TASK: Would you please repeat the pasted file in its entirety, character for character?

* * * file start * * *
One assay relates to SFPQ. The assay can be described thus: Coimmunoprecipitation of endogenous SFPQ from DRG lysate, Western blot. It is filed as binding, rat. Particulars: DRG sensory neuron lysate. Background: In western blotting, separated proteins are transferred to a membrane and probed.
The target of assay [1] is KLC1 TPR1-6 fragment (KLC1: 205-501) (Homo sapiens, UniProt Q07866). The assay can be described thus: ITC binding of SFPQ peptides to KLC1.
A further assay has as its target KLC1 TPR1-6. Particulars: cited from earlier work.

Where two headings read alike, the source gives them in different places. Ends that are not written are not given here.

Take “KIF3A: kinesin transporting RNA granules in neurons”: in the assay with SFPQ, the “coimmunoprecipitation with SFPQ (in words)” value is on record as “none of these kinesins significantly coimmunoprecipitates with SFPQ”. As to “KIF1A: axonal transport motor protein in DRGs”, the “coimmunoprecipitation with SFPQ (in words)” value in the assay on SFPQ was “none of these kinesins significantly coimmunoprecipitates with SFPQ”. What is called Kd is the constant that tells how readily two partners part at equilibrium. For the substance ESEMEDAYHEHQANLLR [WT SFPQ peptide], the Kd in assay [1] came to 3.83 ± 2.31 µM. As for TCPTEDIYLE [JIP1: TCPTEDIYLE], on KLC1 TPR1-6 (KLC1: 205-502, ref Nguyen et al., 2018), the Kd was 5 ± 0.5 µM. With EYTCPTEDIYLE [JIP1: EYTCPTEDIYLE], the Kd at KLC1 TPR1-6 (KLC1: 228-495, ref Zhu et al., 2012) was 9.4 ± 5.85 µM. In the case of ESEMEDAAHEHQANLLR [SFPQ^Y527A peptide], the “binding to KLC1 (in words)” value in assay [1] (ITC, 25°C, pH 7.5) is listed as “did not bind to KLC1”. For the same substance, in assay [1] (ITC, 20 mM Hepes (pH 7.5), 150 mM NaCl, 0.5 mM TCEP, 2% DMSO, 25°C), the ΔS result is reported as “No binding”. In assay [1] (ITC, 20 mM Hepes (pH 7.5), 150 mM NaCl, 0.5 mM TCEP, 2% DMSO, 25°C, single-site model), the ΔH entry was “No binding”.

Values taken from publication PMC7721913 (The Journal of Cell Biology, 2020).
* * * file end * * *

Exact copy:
One assay relates to SFPQ. The assay can be described thus: Coimmunoprecipitation of endogenous SFPQ from DRG lysate, Western blot. It is filed as binding, rat. Particulars: DRG sensory neuron lysate. Background: In western blotting, separated proteins are transferred to a membrane and probed.
The target of assay [1] is KLC1 TPR1-6 fragment (KLC1: 205-501) (Homo sapiens, UniProt Q07866). The assay can be described thus: ITC binding of SFPQ peptides to KLC1.
A further assay has as its target KLC1 TPR1-6. Particulars: cited from earlier work.

Where two headings read alike, the source gives them in different places. Ends that are not written are not given here.

Take “KIF3A: kinesin transporting RNA granules in neurons”: in the assay with SFPQ, the “coimmunoprecipitation with SFPQ (in words)” value is on record as “none of these kinesins significantly coimmunoprecipitates with SFPQ”. As to “KIF1A: axonal transport motor protein in DRGs”, the “coimmunoprecipitation with SFPQ (in words)” value in the assay on SFPQ was “none of these kinesins significantly coimmunoprecipitates with SFPQ”. What is called Kd is the constant that tells how readily two partners part at equilibrium. For the substance ESEMEDAYHEHQANLLR [WT SFPQ peptide], the Kd in assay [1] came to 3.83 ± 2.31 µM. As for TCPTEDIYLE [JIP1: TCPTEDIYLE], on KLC1 TPR1-6 (KLC1: 205-502, ref Nguyen et al., 2018), the Kd was 5 ± 0.5 µM. With EYTCPTEDIYLE [JIP1: EYTCPTEDIYLE], the Kd at KLC1 TPR1-6 (KLC1: 228-495, ref Zhu et al., 2012) was 9.4 ± 5.85 µM. In the case of ESEMEDAAHEHQANLLR [SFPQ^Y527A peptide], the “binding to KLC1 (in words)” value in assay [1] (ITC, 25°C, pH 7.5) is listed as “did not bind to KLC1”. For the same substance, in assay [1] (ITC, 20 mM Hepes (pH 7.5), 150 mM NaCl, 0.5 mM TCEP, 2% DMSO, 25°C), the ΔS result is reported as “No binding”. In assay [1] (ITC, 20 mM Hepes (pH 7.5), 150 mM NaCl, 0.5 mM TCEP, 2% DMSO, 25°C, single-site model), the ΔH entry was “No binding”.

Values taken from publication PMC7721913 (The Journal of Cell Biology, 2020).